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I have a date store in data base as a long value in varchar eg: 1230748200000. I need to get the year out from it withing the oracle query..how can i please do it in oracle? is there a way that i can covert that in to a Date so that i can get the year? The problem is i cant use to_char(SYSTIMESTAMP,'yyyy') or to_Date because i dont have the date in Timestamp or Date format...instead having it as long varchar

Thank You.

Edit: Can you please give a solution for the following scenario. I have 1262284398000 in my table save as var char.so as i said i need to get year i use the following sql which return year as 2009

    select 
to_char(
to_date('01-JAN-1970','DD-MM-YYYY HH24:MI SS') + ( 1262284398000 / (1000*60 * 60 * 24) ) ,'YYYY')
from dual ; 

But in java code same value returns date as 2010 so the year is get diferent,

Calendar c = Calendar.getInstance();
  c.setTimeInMillis(1262284398000l);
  System.out.println(c.getTime());
  System.out.println(c.get(Calendar.YEAR)); 

Which date return as Fri Jan 01 00:03:18 IST2010 Why is the difference here please?

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regarding the difference between the Java and Oracle results: I don't know, and don't have Java installed to be able to play with it. Does Java happen to report that 29-Feb-2000 is an invalid date? Just curious. –  Bob Jarvis Nov 30 '10 at 19:38

3 Answers 3

Have a look here for further information

select epoch_time, extract(year from epoch_time) as year
from (
  select date '1970-01-01' + 1291116794/86400 as epoch_time
  from dual
)

There may be issues around time zones etc since I believe the epoch time will be in UTC but that is beyond my ken.

Also, it looks like your value is 13 digits long rather than 10, so you maybe just need to add some additional zeroes, i.e. divide by 86400000 rather than 86400.

EDIT:As I said above.... there may be time zone issues. It looks like the Java code is taking 1970-01-01 (in UTC, as it should be) adding the offset and converting it to local time. You will need to do that with the database query as well.

I'm a little unclear about how Oracle handles time zones but after a bit of experimenting I came up with the following examples

alter session set time_zone = 'Asia/Calcutta';
select 
  sessiontimezone,
  to_char(to_date('01-JAN-1970','DD-MM-YYYY HH24:MI SS') + 
    ( 1262284398000 / (1000*60 * 60 * 24) ) ,'YYYY'),
  extract(year from cast(timestamp '1970-01-01 00:00:00 +00:00' at local + 
    numtodsinterval(1262284398000 / 1000, ' SECOND') as timestamp with time zone)),
  to_char(timestamp '1970-01-01 00:00:00 +00:00' at local +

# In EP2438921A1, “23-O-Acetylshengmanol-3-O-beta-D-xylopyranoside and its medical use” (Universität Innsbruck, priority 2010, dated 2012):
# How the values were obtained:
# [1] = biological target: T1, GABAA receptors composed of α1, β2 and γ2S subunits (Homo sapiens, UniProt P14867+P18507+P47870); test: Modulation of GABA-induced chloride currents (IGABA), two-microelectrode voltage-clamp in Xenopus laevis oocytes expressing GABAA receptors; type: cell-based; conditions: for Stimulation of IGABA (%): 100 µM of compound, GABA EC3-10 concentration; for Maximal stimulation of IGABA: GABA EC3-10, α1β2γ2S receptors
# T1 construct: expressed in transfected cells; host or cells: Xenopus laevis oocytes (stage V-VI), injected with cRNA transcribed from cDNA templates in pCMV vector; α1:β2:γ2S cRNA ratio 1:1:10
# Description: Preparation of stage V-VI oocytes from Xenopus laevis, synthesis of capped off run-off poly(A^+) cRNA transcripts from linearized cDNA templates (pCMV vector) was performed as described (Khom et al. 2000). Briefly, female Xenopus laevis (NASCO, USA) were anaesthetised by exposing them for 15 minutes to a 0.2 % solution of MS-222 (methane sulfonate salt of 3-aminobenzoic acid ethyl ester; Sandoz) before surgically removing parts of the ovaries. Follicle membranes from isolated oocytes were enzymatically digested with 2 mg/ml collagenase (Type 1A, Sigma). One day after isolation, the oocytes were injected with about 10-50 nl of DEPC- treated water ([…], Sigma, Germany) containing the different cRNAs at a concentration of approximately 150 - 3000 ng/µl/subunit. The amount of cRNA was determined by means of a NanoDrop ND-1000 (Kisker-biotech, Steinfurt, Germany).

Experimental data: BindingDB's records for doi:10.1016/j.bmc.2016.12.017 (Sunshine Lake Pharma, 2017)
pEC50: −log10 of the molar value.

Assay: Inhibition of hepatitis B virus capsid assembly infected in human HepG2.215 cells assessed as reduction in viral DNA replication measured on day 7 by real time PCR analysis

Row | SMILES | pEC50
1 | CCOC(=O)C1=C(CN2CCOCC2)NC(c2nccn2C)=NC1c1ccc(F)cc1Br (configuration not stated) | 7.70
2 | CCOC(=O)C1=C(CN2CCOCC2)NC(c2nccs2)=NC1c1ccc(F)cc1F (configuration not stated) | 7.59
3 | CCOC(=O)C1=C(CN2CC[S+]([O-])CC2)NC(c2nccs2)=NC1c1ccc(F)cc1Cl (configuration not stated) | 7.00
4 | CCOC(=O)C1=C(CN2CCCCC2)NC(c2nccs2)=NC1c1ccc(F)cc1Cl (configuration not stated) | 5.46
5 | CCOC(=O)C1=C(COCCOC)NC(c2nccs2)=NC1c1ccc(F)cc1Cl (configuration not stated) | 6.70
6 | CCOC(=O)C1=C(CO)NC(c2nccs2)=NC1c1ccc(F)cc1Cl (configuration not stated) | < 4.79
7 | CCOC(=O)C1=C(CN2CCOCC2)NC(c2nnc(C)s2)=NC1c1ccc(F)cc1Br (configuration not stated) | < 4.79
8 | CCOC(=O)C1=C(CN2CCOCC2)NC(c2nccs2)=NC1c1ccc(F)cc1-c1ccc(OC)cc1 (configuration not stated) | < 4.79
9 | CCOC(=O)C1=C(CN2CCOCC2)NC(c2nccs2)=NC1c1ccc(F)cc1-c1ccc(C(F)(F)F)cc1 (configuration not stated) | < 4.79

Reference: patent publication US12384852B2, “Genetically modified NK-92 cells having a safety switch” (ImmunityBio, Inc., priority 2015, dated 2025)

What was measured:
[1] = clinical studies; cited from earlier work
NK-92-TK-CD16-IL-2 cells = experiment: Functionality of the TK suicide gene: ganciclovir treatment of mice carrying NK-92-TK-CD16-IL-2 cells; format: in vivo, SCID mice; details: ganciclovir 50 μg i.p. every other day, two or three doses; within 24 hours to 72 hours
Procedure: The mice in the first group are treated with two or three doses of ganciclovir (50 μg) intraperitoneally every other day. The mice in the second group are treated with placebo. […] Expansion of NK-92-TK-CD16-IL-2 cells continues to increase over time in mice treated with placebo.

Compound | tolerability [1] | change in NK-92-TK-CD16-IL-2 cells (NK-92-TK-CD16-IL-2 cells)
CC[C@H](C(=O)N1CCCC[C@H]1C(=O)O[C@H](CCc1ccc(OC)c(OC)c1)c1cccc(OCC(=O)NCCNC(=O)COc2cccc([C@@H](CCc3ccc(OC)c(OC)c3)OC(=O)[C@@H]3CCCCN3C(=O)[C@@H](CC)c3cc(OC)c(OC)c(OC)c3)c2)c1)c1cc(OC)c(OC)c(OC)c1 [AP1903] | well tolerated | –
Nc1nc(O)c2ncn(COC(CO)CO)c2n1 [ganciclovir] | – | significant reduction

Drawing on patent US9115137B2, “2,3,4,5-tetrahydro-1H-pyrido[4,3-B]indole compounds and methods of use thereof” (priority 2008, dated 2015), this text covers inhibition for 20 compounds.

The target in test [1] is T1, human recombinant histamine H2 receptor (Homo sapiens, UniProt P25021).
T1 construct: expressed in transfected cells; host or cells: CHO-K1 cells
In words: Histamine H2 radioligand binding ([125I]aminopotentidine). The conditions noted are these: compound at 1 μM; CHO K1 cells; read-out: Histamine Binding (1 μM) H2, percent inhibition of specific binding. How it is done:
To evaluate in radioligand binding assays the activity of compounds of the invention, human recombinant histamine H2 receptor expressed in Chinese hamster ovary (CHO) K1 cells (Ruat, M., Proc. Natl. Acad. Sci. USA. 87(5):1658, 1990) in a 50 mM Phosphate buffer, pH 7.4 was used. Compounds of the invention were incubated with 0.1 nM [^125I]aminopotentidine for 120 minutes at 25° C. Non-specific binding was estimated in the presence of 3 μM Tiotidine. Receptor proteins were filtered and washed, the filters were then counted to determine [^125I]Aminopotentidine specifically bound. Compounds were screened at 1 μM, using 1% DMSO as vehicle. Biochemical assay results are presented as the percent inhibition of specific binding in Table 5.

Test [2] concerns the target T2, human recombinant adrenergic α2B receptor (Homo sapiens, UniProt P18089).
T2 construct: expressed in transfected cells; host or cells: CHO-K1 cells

numtodsinterval(1262284398000 / 1000, ' SECOND'), 'YYYY'),
  extract(year from cast(timestamp '1970-01-01 00:00:00 +00:00' at local + 
    numtodsinterval(1262284398000 / 1000, ' SECOND') as timestamp with local time 
    zone))
from dual; 

In the example above, the first two columns (after sessiontimezone) should be 2009 and the last two should be 2010. Although this has all just been found through experimentation so your mileage may vary.

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@MikeyByCrikey posted a good starting point, but there are a couple questions you need to answer before you can convert your string value to a date:

A. What date is represented by '0'? That is, where does this millisecond count value start from? In @Mikey's example the Unix 'beginning' date (also called the 'epoch date') of 01-Jan-1970 is used, but there isn't enough information in your post to know what the '0' date actually is. Other systems use different epoch dates. For example, on systems running the VMS operating system the epoch date is 17-Nov-1858 (happens to be Julian day 2,400,000); Windows (32 and 64 bit versions) uses 01-Jan-1601 (first year of the 400 year Gregorian calendar cycle which was current when this OS was designed); and other computer systems use different '0' dates.

B. Converting a string to a number in Oracle is fairly easy. I'd just use the TO_NUMBER function, as in:

  strMillisecs   VARCHAR2(100) := '1230748200000';
  nMilliseconds  NUMBER;

  nMilliseconds := TO_NUMBER(strMillisecs);

C. Once you've gotten to this point (the '0' date is known, and the string is converted to a number) the year can be extracted as follows:

  dtEpoch_date         DATE := TO_DATE('01-JAN-1970', 'DD-MON-YYYY');  -- for example
  strMillisecs         VARCHAR2(100) := '1230748200000';
  nMilliseconds        NUMBER;
  dtTarget_date        DATE;
  nYear                NUMBER;
  nMillisecs_in_a_day  NUMBER := 86400000;

  nMilliseconds := TO_NUMBER(strMillisecs);

  -- Note: there are 

  dtTarget_date := dtEpoch_date + (nMilliseconds / nMillisecs_in_a_day);

  -- FINALLY!

  nYear := TO_NUMBER(TO_CHAR(dtTarget_date, 'YYYY'));

Hopefully this is useful.

Share and enjoy.

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Thanks Bob for the answer..can you please have a look at the edit on question where i describe the latest issue i am coming –  Harshana Nov 30 '10 at 14:06

We wanted to convert long values stored in the database to TIMESTAMP values in the central timezone.

This worked.

select FROM_TZ(
    TO_TIMESTAMP('1970-01-01 00:00:00', 'YYYY-MM-DD HH24:MI:SS') + 
    NUMTODSINTERVAL( 1386655200000/1000,'SECOND'), 
    'UTC') at time zone 'America/Chicago' 
from dual

Where 1386655200000 is the millisecond value of a java.util.Date on Dec. 10, 2013 in central timezone.

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